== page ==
(...Continued from Part I)
...So anyway. I've been writing for photo enthusiasts for an amazing 22 years now, since Darkroom Photography accepted the very first article I wrote. And over the years, not being brain dead, I've naturally developed some personal opinions and theories about how photo enthusiasts tend to think and feel about a wide variety things—filtered, naturally, through my rather idiosyncratic conceptions. One of the more obvious things I've witnessed is that people have gradually had to make a switchover from buying things based on a brief hands-on impression to buying "on paper," by which I mean from research, most of which is done on the internet now. In days of yore, photo-writers like me tended to habitually and casually deride people who made their decisions "standing at the camera counter." Well, careful what you criticize. Nowadays, with traditional camera stores having been decimated at the same time that frequency of purchases has gone way up, most people don't have much choice but to buy things "sight unseen" at least occasionally. I've done it myself, believe it or not. I'm sure that early in my career I expressed the very mission of a camera reviewer as follows: the average buyer only gets to stand at the counter and play with the camera for fifteen minutes. What would he find out after three months that he can't learn in those fifteen minutes? I considered that my basic duty—to tell the prospective purchaser what he would find out for himself if he only had more time. But now...being able to stand at a camera counter and feel and hold whatever you're considering, and click the shutter and work the controls and the lens and see the viewfinder for yourself, well, that's actually something of a luxury now.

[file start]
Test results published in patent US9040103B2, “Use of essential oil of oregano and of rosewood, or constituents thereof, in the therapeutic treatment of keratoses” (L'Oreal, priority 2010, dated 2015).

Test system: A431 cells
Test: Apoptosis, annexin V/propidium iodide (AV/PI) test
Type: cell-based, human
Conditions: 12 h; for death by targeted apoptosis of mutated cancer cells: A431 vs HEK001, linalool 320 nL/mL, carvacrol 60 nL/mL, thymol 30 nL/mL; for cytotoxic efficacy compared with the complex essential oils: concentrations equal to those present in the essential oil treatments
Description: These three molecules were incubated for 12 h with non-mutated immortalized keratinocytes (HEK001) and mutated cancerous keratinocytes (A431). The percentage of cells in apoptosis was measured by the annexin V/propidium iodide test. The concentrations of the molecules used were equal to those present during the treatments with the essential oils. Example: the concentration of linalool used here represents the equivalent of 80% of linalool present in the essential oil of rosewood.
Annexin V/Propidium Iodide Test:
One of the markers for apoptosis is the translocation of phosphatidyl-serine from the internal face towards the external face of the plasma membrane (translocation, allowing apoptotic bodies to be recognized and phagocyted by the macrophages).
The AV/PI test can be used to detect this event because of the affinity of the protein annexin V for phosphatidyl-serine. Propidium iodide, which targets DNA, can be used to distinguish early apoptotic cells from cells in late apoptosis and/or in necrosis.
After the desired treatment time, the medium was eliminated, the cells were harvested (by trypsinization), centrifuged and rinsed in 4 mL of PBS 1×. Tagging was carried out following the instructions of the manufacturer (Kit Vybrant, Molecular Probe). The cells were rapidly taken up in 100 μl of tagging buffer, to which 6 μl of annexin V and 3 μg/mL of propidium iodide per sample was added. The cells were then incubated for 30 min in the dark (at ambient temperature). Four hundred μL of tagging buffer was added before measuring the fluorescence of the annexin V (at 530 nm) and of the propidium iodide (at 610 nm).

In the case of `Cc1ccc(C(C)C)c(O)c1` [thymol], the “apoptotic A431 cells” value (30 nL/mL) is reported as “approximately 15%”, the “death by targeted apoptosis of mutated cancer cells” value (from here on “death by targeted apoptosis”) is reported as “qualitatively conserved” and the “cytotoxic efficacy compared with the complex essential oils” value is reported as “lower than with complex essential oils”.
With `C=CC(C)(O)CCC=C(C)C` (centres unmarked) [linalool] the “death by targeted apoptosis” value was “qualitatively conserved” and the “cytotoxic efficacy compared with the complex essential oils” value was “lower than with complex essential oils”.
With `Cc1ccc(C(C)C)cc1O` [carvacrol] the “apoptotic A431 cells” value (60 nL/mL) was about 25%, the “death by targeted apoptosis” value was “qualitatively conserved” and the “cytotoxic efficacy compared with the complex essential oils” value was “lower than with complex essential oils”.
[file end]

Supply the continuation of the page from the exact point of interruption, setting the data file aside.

The necessity of shopping on paper has led to some curious obsessions. One of them that I became aware of in the early '90s was that some people, for some reason, really wanted to "have all the focal lengths covered." The way you saw this for a while was that good-quality normal zooms would be 35–70mm, or sometimes 28–70mm, and the better quality telephoto zooms were 80–200mms. And people would worry about the ten millimeters in the middle. That didn't make any sense to me then, and it still doesn't, but it was the way a lot of people thought—I heard it a lot. Of course, it only makes no sense if you come from the experience of actually using the lenses. It does make sense (well, a little) if you're just looking at things on paper. And of course some people, when they collected prime lenses, liked to "have everything covered"—they wanted a 20mm and a 24mm and a 28mm and a 35mm and a 50mm and an 85mm and a 105mm and a 135mm and so forth; I'm sure that, for those folks, that thinking carried over into their feelings about zooms.